Irish Dance Unbuttoned

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As a child, Gene Kelly was my on-screen dance hero. I loved his athleticism but mostly, it was his mega watt smile and that extra bit of spontaneous lift that really made him unmissable. He radiated joy when he was performing (even though, according to his wife, on the day he filmed the famous Singing In The Rain dance number, he was extremely unwell with a temperature of 104ºF!)

So, it’s with these images in my head that I sometimes wonder how so much Irish dancing became so stiff, so formal and so obviously lacking in delight.

I have often had friends and others telling me how, when they were small, they were sent off to learn the irish dancing only to be whacked with a stick to make them straighter, shouted at to jump higher and to pay attention. Continue reading

Adults: What’s stopping you from dancing?

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Often adults talk animatedly to me about their desire to dance, finishing with a crest-fallen look and “Oh, but I didn’t learn to dance as a child”. Occasionally,  I’m not sure if this is an excuse for not dancing or a genuine regret that the potential joy of dance has passed them by. I suspect it’s the latter.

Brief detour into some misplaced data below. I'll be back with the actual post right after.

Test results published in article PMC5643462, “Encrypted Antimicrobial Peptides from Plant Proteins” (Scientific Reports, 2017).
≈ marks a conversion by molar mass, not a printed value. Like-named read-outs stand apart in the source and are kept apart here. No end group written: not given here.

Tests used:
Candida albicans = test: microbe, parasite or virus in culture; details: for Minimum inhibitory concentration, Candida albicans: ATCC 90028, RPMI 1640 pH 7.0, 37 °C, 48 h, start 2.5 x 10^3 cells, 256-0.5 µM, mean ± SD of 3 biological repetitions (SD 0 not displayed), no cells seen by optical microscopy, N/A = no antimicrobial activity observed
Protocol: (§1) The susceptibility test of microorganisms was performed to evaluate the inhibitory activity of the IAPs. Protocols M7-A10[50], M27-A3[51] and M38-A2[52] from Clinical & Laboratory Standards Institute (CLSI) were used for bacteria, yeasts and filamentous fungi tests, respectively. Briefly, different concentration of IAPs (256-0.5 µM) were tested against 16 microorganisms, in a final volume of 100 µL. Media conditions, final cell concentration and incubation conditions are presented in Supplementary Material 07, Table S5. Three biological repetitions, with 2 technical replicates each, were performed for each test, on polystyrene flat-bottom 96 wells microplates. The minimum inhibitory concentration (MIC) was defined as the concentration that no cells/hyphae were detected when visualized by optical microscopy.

I was lucky enough to grow up in a community where dancing, singing and music-making was a normal, everyday activity. I danced at school, I sang and played my guitar on the school bus with a group of others, I danced at parties and I danced with my friends for fun in the lounge room. We were not doing any particular dance or steps, just moving to the music and enjoying it.

Fast-forward forty years, and what I see that dancing has become objectified: commodified in a way that makes it seem less accessible to people as an ordinary activity, and all about athleticism, show and performance.

The rise of TV dance shows may bring dancing into people’s homes but really not in way that makes people feel they can participate. There are dancers and there are audiences: never the twain shall meet.So-You-Think-You-Can-Dance1

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